Monday, May 28, 2012

Commercial Real Estate Agents - Offers and How to Negotiate Them

In commercial real estate sales and leasing, it is common to have offers being made for property transactions.  The offers will be made by tenants or buyers of property as the case may be and you as a salesperson working on behalf of the client will be involved.   Here are some tips from our Newsletter.

As we all know, verbal offers are not worth the paper they are ‘written on’ (excuse the pun).  So the rule is that every offer should be in writing.  As to how that ‘written offer’ is created, you will need to prepare standard documentary forms that legally and correctly capture the intentions of the parties.  It is recommended that your draft templates for this purpose are referred to a solicitor to ensure that the documents comply with local legislation and laws.

Many agents have templates in one form or another for that ‘offer’ process.  Importantly the templates should be structured for the property type, the transaction, and the laws that apply to property sales and or leasing in your area.

Sales Offer

When making or taking an offer to purchase a parcel of land or a commercial property, the offer can be made in the form of a contract, and in that case the salesperson may construct a contract document where the laws of offer and acceptance apply.   When the parties accept the offer on the contract, the contract stands.  That is a good way to negotiate.

When it comes to a very complex commercial property, the contract may still be prepared by a solicitor if circumstances show that it is wise.  In such case the offer that is made and negotiated by the agent could be in the form of a ‘heads of agreement’ from which the client’s solicitor will then be involved with the final contract preparation.   A ‘heads of agreement’ is not typically legally binding, but you can talk to your local solicitors about that if you need something that is enforceable.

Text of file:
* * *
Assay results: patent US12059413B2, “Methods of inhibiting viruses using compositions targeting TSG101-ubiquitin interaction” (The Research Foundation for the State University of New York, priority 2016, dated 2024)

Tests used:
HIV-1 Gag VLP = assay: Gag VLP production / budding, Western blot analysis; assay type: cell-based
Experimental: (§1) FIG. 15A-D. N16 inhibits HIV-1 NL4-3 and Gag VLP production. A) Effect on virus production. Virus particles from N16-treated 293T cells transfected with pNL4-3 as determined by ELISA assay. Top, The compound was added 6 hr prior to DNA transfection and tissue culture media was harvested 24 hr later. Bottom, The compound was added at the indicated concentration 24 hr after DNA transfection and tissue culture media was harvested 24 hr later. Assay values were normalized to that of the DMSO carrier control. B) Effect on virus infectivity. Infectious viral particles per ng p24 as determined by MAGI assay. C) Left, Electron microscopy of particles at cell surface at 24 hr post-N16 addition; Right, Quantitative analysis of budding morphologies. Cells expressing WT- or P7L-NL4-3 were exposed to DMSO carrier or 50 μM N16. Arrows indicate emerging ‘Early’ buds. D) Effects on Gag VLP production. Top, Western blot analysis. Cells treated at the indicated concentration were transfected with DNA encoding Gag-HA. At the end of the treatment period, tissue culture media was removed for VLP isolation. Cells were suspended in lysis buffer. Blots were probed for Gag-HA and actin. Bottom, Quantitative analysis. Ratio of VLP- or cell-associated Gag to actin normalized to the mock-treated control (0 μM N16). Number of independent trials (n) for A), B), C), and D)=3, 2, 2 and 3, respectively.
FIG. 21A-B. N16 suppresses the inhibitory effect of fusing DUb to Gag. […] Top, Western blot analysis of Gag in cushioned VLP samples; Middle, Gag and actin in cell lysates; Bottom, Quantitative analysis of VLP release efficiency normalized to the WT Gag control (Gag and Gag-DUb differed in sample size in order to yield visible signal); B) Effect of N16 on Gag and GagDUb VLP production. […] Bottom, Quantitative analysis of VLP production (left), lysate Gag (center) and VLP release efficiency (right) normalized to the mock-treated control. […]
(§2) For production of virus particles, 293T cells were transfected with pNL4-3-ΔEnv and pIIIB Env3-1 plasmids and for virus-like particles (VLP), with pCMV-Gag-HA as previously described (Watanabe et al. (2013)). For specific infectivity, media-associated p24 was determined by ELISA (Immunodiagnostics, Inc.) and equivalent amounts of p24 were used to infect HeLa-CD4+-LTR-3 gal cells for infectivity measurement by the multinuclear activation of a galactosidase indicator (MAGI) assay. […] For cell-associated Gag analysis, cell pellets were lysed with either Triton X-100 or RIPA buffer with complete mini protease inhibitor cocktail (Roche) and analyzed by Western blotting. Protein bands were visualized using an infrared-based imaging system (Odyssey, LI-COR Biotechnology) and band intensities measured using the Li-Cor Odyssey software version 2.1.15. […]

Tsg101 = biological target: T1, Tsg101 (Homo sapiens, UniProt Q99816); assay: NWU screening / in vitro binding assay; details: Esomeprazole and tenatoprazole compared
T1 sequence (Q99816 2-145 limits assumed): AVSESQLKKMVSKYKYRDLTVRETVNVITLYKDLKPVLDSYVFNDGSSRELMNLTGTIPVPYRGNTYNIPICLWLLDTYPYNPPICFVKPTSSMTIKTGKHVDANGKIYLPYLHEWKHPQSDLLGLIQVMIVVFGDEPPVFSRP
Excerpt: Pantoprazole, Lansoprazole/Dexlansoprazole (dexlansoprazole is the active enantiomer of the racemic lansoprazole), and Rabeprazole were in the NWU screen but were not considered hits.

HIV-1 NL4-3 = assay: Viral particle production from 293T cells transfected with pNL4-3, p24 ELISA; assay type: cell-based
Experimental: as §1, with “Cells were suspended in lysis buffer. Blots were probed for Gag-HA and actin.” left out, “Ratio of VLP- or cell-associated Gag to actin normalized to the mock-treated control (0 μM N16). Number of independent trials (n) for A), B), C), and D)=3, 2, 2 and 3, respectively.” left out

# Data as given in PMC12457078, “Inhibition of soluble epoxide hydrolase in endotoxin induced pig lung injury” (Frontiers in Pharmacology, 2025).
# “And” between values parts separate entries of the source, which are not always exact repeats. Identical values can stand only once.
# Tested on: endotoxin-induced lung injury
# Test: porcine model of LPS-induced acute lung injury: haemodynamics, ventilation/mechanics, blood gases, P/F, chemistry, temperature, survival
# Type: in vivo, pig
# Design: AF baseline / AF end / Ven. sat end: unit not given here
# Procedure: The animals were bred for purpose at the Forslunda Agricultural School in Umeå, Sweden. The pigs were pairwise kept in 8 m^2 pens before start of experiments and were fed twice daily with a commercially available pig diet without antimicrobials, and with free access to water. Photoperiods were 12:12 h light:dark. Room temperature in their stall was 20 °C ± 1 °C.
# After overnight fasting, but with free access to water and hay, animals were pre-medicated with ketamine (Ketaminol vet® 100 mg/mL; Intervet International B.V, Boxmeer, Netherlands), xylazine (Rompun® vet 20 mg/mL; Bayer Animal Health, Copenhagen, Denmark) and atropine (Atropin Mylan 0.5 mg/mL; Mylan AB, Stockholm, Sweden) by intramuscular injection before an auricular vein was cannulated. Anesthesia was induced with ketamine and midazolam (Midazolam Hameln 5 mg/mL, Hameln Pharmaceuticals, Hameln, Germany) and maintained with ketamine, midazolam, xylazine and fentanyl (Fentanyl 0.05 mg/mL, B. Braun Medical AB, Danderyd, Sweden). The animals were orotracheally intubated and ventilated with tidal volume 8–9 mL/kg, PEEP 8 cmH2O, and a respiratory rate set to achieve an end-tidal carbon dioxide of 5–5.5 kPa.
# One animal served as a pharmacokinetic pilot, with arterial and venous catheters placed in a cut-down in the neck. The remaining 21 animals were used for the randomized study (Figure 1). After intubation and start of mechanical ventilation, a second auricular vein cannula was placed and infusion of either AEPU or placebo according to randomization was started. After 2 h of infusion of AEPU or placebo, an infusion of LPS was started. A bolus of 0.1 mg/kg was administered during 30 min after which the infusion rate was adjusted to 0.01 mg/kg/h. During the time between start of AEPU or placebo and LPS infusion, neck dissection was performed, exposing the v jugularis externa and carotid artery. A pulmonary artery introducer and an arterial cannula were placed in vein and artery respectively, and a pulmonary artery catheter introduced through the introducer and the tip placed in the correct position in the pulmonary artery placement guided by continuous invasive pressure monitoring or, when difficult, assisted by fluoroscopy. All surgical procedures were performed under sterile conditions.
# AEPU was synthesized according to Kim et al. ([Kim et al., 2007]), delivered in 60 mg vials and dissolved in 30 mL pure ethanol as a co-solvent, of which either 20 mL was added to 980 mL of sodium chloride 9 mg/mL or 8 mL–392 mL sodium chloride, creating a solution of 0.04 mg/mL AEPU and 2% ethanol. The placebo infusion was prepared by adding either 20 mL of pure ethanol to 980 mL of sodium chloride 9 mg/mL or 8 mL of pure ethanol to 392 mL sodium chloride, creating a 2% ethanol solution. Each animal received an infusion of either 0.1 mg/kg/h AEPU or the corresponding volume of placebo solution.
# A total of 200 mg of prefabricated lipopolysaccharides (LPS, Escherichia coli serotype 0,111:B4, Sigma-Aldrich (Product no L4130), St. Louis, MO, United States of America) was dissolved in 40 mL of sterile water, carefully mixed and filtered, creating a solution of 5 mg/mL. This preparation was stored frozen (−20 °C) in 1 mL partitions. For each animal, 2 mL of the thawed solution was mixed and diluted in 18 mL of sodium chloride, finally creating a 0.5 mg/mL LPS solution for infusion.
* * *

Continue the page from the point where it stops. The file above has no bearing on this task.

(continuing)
The message for salespeople here is that they should not prepare the contract of sale if they do not have the knowledge to do so.   Sound and strong legally binding contracts are always required when it comes to commercial property.  Errors and omissions can be costly mistakes for all concerned.

Lease Offer

Offers to lease commercial, industrial, or retail property are not as easy to construct and enforce as those that apply in the basic sale process.  A lease is a very complex document, and some agents and salespeople will only negotiate basic lease terms, and then get a ‘letter of offer’ or ‘heads of agreement’ signed to move things to the next stage.  That is a wise move to take matter forward.

The structure of an ‘offer to lease’ or ‘heads of agreement to lease’ allows us to get the basic facts of the lease deal down on paper so we have something to negotiate with between the parties.  In many cases this form of lease offer is not legally binding because the full terms of the ‘offer’ and final lease are quite complex; they are put together later with the help of the clients solicitor. 

In other words a complete lease is required to create the best legally binding agreement for the client; some agents are not allowed to do this at law, or do not want to create such a document.  That view is sensible, and many of us in the industry prefer a solicitor to put the final documents together; that is what solicitors are good at, and many a commercial property is overly complex in many different ways.  Solicitors know how to handle that.

Agents are Negotiators

It should be said that real estate agents are ‘negotiators’, and we are there to find the right people for the transaction and then put the basics of the deal together.  We are marketers of property, and on that basis we are specialists to help the property owner sell or lease as the case may be.  That is where and why the offer process works. 

It is a wise practice to involve solicitors in any final contract and lease documentation, and certainly so if the property transaction is complex in any way.  Know your legal and documentary laws and limitations and work within them.  Set some process rules for yourself.
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